“At the stroke of the midnight hour, when the world sleeps, India will awake to life and freedom. A moment comes, but rarely in history, when we step out from the old to the new, when an age ends, and when the soul of a nation, long suppressed, finds utterance.
Independence – The word has a mermerising quality to it. It implies the ability and the opportunity to choose – so necessary for healthy survival.
We’re close to Indian Indpendence Day which falls on 15th August. It is always an emotional time for me because it is a reminder of the distances between me and my symbolic mother. It also reminds me of times when I was not independent, when I had no ability to choose, of times when I was able but was denied the right to choose.
So what does it mean to have been independent for 65 years ?
A few days ago I stood at the express checkout line of a grocery shop with my 13 year old. There were the usual less than 15 items in my cart, and four people ahead of me. I was getting terribly late, I had to be across town within 20 minutes, and the lady at the counter was taking her own sweet time. I schooled myself into “this is my fault, I should have started a little earlier!” and stood quietly waiting. The woman behind me was getting late. She had two items less than I had, and she breezed ahead of me, saying “you don’t mind if I go before you – I have only 3 items!” By the time I could say anything she had laid her stuff on the counter ahead of me, bypassed me, and now stood ahead of me, looking away. There was not much to say, so I did not say anything. I was almost at the check in counter when another woman from behind me walked past me and put her water bottle on the counter ahead of me. “You dont’ mind me going ahead, I have only one bottle!” Excuse me? I do mind, but I held my temper. My 13 year old idealises me. He thinks I am the coolest, most powerful and intelligent mom in the world. He quietly watched. I let it go without bringing it up with him.
Yesterday I was at a tire shop. I had a simple question to ask of the guy at the counter: “how long will he take to change my tires if I were to bring my car in?” Thats all. I went into the shop. The hispanic man at the counter was busy with a caucasian customer. I stood patiently next to the counter, waiting with my 13 year old, waiting for him to be done.
The man ahead of me was handsome, he was well built man of around 35-40 against my fragile frame that had seen better days. He was there to buy tires, of course. He asked questions, was shown around, joked about office, home, wife, kids, told tire related tales about his college days, appeared to contemplate which tire to buy, asked more questions, was shown around some more, appeared to choose a set of tires, told more jokes, received a phone call from wife, talked to her, took out his wallet, started paying, changed his mind, went back to look at the tires again, asked questions again, expressed doubts about the durability of the tires he had previously selected, said “this is for my wife, I’m concerned,” the guy at the counter talked about tread, about heat resistance, about longitivity, and grip. “You’re safer with this one,” he pointed at the $600 tires. The customer called his wife again, explained the situation, the little child came on line “how was school” etc, then “daddy will be back shortly,” and so on and on and on…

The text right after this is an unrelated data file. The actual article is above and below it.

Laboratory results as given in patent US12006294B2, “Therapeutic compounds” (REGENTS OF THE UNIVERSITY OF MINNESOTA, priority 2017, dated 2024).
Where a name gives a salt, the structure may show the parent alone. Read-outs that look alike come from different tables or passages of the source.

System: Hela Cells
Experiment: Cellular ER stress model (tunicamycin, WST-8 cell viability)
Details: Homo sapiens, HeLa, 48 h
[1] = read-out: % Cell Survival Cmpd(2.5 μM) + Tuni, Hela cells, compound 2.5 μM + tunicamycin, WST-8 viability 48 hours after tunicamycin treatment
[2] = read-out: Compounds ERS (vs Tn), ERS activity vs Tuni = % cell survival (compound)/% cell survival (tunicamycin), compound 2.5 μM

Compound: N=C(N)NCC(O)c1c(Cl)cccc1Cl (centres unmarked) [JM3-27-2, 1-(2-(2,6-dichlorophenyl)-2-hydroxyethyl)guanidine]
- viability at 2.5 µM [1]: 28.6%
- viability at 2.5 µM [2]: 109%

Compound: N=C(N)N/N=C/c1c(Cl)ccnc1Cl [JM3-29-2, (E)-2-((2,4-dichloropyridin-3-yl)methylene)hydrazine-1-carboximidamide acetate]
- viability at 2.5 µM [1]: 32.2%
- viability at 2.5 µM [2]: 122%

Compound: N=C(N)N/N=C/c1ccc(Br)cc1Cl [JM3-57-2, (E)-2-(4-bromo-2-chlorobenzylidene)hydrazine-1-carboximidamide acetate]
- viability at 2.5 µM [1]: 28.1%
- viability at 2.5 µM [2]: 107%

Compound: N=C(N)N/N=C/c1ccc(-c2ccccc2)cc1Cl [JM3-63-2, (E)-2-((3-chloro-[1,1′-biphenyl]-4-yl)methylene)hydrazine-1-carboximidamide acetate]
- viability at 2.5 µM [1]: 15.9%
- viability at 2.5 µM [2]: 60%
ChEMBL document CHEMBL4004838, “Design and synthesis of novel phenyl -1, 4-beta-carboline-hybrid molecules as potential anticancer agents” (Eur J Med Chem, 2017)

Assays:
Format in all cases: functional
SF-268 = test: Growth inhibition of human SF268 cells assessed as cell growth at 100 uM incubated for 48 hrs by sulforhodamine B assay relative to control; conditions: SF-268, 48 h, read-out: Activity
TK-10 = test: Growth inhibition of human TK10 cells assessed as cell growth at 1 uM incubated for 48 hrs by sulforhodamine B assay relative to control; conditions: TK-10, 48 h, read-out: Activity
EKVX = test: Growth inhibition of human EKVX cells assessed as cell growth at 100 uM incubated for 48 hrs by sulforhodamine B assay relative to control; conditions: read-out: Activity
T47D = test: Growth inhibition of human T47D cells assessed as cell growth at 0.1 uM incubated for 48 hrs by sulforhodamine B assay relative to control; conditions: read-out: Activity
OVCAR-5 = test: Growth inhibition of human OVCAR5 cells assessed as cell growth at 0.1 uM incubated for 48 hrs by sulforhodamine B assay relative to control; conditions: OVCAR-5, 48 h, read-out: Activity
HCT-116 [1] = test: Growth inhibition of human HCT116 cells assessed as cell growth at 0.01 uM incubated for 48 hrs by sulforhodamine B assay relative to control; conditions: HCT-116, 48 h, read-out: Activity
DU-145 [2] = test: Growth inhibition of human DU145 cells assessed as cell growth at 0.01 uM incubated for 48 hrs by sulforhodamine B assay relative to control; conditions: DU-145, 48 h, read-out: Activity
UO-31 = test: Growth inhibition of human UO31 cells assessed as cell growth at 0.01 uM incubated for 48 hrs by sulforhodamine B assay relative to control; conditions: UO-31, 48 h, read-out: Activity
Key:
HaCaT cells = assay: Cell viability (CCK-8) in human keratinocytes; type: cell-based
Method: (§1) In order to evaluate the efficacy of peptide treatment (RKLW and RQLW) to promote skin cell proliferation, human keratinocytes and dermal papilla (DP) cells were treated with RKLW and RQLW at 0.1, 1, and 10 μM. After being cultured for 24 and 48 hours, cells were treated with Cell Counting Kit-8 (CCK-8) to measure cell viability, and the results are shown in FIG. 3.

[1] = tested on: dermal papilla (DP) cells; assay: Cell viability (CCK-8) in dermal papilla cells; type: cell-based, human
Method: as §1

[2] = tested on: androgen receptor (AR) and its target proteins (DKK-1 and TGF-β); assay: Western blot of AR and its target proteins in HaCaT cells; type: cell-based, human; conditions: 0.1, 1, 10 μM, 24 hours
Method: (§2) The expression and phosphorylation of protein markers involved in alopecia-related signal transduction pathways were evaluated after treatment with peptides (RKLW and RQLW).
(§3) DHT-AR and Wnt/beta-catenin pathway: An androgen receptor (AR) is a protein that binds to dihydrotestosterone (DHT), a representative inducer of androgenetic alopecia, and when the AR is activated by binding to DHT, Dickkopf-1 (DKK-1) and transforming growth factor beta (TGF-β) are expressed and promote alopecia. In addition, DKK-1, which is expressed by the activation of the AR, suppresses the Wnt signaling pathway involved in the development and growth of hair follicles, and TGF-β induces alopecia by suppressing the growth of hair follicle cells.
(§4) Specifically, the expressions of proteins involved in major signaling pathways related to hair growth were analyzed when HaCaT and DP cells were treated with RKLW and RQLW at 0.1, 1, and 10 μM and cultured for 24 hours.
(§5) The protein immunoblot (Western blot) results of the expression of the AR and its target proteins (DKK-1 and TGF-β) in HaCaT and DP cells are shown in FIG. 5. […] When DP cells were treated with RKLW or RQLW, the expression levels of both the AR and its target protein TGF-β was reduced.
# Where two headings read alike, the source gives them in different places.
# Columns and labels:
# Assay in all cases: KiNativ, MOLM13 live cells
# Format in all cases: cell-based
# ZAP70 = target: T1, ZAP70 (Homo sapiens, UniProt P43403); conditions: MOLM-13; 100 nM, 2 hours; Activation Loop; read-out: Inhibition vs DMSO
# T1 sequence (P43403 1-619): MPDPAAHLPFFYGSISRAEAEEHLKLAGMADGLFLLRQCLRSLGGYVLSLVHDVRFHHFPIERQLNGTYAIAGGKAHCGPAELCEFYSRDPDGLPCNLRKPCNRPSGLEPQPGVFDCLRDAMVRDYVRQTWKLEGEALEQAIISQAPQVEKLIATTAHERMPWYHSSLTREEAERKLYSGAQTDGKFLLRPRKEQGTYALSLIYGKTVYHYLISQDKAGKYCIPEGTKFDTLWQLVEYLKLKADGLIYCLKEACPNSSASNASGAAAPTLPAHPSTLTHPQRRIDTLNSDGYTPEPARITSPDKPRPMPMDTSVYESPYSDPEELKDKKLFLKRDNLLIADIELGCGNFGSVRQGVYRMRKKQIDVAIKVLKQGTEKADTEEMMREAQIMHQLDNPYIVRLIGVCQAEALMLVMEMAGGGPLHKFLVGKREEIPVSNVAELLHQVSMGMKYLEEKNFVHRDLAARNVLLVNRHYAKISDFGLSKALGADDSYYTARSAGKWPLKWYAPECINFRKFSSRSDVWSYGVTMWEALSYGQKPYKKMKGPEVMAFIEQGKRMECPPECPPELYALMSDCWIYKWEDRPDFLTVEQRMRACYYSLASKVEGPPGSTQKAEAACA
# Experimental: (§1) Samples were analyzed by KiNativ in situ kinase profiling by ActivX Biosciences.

I looked at the clock. We had been there 40 minutes. The guy was absolutely unconcerned about the fact that I stood behind him, waiting for the mexican at the counter. The mexican at the counter was absolutely unconcerned that I may have something trivial to ask. It never occured to him to intervene.
“This is a narcissistic personality disorder,” I quietly whispered in my son’s ear, smiling.
He felt uncomfortable “what if the guy hears it?” he said.
“Perhaps he will come to know himself more,” I responded, still smiling.
The Caucasian saw us whispering, turned around to look at me, and muttered “sorry.” Nothing in his demeanor showed that he was sorry. He probably remembered his Kindergarten teacher‘s instructions to use that word when he felt he was in the wrong. I wish she had taught him not to do wrong, instead, but that hadn’t been in her job description perhaps. Lip service doesn’t cut it with me.
We waited for another 25 minutes before I interrupted and demanded to be attended to, anger rising within me. The Mexican took some time off from the handsome customer and looked at me as if I had committed a crime. I asked my question. “2-4 hours,” he said, thru pursed lips, disapproval dripping like honey. He avoided looking at me, choosing to fiddle with his cash register instead. I was summarily dismissed, unless I had more questions, in which case I could wait for another hour. Or I could interrupt – which everyone knows is rude. These stupd, backward Indians. They talk over each other – I could almost hear them think. The Mexican reminded me of Paul Fereiro’s book The pedogogy of the oppressed – The son who idealises me, quietly looked on.
Once outside, I felt I had to address this. I asked him what he felt about the exchange.
“He was distracted,” he offered. He was too young to have a clue.
“How about color of my skin, or age, or gender ?” I asked. He was uncomfortable and quiet.
“We are taught not think in terms of racism, or sexism” I said, “but that doesn’t mean it doesn’t exist,” I said.